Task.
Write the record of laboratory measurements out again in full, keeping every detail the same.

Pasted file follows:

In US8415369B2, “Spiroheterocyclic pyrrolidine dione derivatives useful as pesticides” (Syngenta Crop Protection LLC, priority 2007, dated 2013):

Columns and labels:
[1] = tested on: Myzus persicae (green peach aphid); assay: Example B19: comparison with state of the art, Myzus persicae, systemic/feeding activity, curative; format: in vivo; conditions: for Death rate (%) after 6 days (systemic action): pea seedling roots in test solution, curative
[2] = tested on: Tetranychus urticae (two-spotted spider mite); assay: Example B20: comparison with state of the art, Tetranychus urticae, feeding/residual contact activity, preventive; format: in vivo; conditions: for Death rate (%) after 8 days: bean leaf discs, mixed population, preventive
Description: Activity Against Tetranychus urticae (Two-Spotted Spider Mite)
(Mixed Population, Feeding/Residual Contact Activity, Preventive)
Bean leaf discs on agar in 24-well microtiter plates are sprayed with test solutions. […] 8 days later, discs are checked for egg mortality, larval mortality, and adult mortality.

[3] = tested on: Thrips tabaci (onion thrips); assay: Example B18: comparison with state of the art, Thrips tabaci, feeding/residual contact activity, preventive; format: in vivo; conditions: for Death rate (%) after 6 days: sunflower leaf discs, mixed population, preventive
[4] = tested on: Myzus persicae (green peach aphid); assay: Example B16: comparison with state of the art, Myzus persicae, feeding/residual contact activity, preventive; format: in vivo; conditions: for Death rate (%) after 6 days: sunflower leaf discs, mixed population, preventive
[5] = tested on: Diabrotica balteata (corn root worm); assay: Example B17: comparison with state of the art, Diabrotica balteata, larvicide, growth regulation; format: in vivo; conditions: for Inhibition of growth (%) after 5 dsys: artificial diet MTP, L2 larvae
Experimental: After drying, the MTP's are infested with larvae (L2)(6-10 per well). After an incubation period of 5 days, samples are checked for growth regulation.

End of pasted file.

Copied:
In US8415369B2, “Spiroheterocyclic pyrrolidine dione derivatives useful as pesticides” (Syngenta Crop Protection LLC, priority 2007, dated 2013):

Columns and labels:
[1] = tested on: Myzus persicae (green peach aphid); assay: Example B19: comparison with state of the art, Myzus persicae, systemic/feeding activity, curative; format: in vivo; conditions: for Death rate (%) after 6 days (systemic action): pea seedling roots in test solution, curative
[2] = tested on: Tetranychus urticae (two-spotted spider mite); assay: Example B20: comparison with state of the art, Tetranychus urticae, feeding/residual contact activity, preventive; format: in vivo; conditions: for Death rate (%) after 8 days: bean leaf discs, mixed population, preventive
Description: Activity Against Tetranychus urticae (Two-Spotted Spider Mite)
(Mixed Population, Feeding/Residual Contact Activity, Preventive)
Bean leaf discs on agar in 24-well microtiter plates are sprayed with test solutions. […] 8 days later, discs are checked for egg mortality, larval mortality, and adult mortality.

[3] = tested on: Thrips tabaci (onion thrips); assay: Example B18: comparison with state of the art, Thrips tabaci, feeding/residual contact activity, preventive; format: in vivo; conditions: for Death rate (%) after 6 days: sunflower leaf discs, mixed population, preventive
[4] = tested on: Myzus persicae (green peach aphid); assay: Example B16: comparison with state of the art, Myzus persicae, feeding/residual contact activity, preventive; format: in vivo; conditions: for Death rate (%) after 6 days: sunflower leaf discs, mixed population, preventive
[5] = tested on: Diabrotica balteata (corn root worm); assay: Example B17: comparison with state of the art, Diabrotica balteata, larvicide, growth regulation; format: in vivo; conditions: for Inhibition of growth (%) after 5 dsys: artificial diet MTP, L2 larvae
Experimental: After drying, the MTP's are infested with larvae (L2)(6-10 per well). After an incubation period of 5 days, samples are checked for growth regulation.